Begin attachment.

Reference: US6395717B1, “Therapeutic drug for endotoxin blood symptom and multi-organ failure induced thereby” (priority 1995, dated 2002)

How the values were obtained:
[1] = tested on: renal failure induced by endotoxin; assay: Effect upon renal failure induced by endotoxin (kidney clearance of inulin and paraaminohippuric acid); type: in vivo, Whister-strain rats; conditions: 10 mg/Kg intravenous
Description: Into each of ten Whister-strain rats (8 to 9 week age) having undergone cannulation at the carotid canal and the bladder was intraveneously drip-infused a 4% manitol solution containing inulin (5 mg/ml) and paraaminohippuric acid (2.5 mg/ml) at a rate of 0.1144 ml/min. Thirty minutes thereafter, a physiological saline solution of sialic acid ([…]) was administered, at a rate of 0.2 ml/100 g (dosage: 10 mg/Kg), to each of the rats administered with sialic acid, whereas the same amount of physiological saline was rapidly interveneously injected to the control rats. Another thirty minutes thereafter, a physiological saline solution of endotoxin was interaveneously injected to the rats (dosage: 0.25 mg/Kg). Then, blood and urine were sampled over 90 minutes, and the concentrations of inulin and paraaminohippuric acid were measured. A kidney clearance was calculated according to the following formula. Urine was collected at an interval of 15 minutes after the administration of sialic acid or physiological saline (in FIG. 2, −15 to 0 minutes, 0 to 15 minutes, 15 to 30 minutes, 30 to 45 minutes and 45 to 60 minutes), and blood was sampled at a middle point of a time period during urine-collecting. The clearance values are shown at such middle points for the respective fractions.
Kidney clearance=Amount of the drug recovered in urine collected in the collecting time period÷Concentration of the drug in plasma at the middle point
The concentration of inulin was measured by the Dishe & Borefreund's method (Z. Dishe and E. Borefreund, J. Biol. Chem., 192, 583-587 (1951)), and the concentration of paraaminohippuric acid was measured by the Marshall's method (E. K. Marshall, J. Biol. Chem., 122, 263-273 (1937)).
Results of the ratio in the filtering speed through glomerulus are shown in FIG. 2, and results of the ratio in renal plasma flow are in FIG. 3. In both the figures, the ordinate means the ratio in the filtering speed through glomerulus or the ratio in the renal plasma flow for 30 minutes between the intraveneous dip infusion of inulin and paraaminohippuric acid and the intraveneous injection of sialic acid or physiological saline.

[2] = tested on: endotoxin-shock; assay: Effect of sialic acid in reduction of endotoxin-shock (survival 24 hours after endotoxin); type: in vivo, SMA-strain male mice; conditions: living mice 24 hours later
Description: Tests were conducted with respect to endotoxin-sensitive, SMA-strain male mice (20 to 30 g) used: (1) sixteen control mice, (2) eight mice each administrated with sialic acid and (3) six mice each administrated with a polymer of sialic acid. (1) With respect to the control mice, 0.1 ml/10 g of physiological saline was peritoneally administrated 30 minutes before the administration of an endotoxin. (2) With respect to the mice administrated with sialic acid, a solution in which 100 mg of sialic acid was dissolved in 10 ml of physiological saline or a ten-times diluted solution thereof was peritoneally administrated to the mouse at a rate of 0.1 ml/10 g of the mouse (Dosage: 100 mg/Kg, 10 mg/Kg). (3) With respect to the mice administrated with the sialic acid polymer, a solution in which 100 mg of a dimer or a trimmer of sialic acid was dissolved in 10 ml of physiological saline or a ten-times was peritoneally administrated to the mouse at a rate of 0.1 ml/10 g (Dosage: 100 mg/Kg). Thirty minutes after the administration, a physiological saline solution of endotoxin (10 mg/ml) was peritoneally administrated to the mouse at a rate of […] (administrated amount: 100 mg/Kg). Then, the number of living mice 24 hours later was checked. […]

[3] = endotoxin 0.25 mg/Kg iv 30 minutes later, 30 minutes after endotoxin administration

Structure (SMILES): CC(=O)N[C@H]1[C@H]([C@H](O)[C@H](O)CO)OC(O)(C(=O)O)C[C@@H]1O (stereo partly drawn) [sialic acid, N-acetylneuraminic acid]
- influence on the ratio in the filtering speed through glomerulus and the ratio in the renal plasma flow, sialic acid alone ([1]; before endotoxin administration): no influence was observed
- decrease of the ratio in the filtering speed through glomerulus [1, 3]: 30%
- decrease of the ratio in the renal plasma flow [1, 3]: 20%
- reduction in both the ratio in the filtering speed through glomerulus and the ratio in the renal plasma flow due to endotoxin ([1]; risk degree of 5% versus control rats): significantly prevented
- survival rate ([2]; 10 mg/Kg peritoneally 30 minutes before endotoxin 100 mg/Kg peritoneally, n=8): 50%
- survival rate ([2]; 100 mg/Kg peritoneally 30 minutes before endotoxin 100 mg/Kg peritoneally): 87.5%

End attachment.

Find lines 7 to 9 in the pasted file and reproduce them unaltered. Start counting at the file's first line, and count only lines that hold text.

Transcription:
Results of the ratio in the filtering speed through glomerulus are shown in FIG. 2, and results of the ratio in renal plasma flow are in FIG. 3. In both the figures, the ordinate means the ratio in the filtering speed through glomerulus or the ratio in the renal plasma flow for 30 minutes between the intraveneous dip infusion of inulin and paraaminohippuric acid and the intraveneous injection of sialic acid or physiological saline.

[2] = tested on: endotoxin-shock; assay: Effect of sialic acid in reduction of endotoxin-shock (survival 24 hours after endotoxin); type: in vivo, SMA-strain male mice; conditions: living mice 24 hours later
Description: Tests were conducted with respect to endotoxin-sensitive, SMA-strain male mice (20 to 30 g) used: (1) sixteen control mice, (2) eight mice each administrated with sialic acid and (3) six mice each administrated with a polymer of sialic acid. (1) With respect to the control mice, 0.1 ml/10 g of physiological saline was peritoneally administrated 30 minutes before the administration of an endotoxin. (2) With respect to the mice administrated with sialic acid, a solution in which 100 mg of sialic acid was dissolved in 10 ml of physiological saline or a ten-times diluted solution thereof was peritoneally administrated to the mouse at a rate of 0.1 ml/10 g of the mouse (Dosage: 100 mg/Kg, 10 mg/Kg). (3) With respect to the mice administrated with the sialic acid polymer, a solution in which 100 mg of a dimer or a trimmer of sialic acid was dissolved in 10 ml of physiological saline or a ten-times was peritoneally administrated to the mouse at a rate of 0.1 ml/10 g (Dosage: 100 mg/Kg). Thirty minutes after the administration, a physiological saline solution of endotoxin (10 mg/ml) was peritoneally administrated to the mouse at a rate of […] (administrated amount: 100 mg/Kg). Then, the number of living mice 24 hours later was checked. […]